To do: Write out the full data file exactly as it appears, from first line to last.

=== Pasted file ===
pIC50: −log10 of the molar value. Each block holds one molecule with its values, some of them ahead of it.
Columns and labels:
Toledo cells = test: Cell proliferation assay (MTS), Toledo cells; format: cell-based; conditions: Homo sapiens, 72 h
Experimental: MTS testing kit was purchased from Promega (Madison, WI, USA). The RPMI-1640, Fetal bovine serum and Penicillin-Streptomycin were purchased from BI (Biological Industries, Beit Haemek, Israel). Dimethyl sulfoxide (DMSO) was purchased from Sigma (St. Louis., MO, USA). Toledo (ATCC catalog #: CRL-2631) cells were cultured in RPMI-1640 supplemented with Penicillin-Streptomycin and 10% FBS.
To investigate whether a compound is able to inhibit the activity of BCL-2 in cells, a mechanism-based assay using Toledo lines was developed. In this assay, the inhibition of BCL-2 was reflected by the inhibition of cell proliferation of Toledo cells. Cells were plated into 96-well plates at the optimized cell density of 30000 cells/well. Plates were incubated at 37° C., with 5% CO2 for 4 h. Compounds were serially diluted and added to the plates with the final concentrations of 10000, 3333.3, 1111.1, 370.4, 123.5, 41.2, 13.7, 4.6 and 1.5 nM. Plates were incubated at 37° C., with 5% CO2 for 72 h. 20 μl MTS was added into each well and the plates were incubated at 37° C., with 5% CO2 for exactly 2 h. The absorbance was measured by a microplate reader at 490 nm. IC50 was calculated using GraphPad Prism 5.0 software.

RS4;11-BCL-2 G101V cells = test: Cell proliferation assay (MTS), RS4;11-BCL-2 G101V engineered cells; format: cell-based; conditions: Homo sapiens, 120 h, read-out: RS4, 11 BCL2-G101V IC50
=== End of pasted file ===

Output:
pIC50: −log10 of the molar value. Each block holds one molecule with its values, some of them ahead of it.
Columns and labels:
Toledo cells = test: Cell proliferation assay (MTS), Toledo cells; format: cell-based; conditions: Homo sapiens, 72 h
Experimental: MTS testing kit was purchased from Promega (Madison, WI, USA). The RPMI-1640, Fetal bovine serum and Penicillin-Streptomycin were purchased from BI (Biological Industries, Beit Haemek, Israel). Dimethyl sulfoxide (DMSO) was purchased from Sigma (St. Louis., MO, USA). Toledo (ATCC catalog #: CRL-2631) cells were cultured in RPMI-1640 supplemented with Penicillin-Streptomycin and 10% FBS.
To investigate whether a compound is able to inhibit the activity of BCL-2 in cells, a mechanism-based assay using Toledo lines was developed. In this assay, the inhibition of BCL-2 was reflected by the inhibition of cell proliferation of Toledo cells. Cells were plated into 96-well plates at the optimized cell density of 30000 cells/well. Plates were incubated at 37° C., with 5% CO2 for 4 h. Compounds were serially diluted and added to the plates with the final concentrations of 10000, 3333.3, 1111.1, 370.4, 123.5, 41.2, 13.7, 4.6 and 1.5 nM. Plates were incubated at 37° C., with 5% CO2 for 72 h. 20 μl MTS was added into each well and the plates were incubated at 37° C., with 5% CO2 for exactly 2 h. The absorbance was measured by a microplate reader at 490 nm. IC50 was calculated using GraphPad Prism 5.0 software.

RS4;11-BCL-2 G101V cells = test: Cell proliferation assay (MTS), RS4;11-BCL-2 G101V engineered cells; format: cell-based; conditions: Homo sapiens, 120 h, read-out: RS4, 11 BCL2-G101V IC50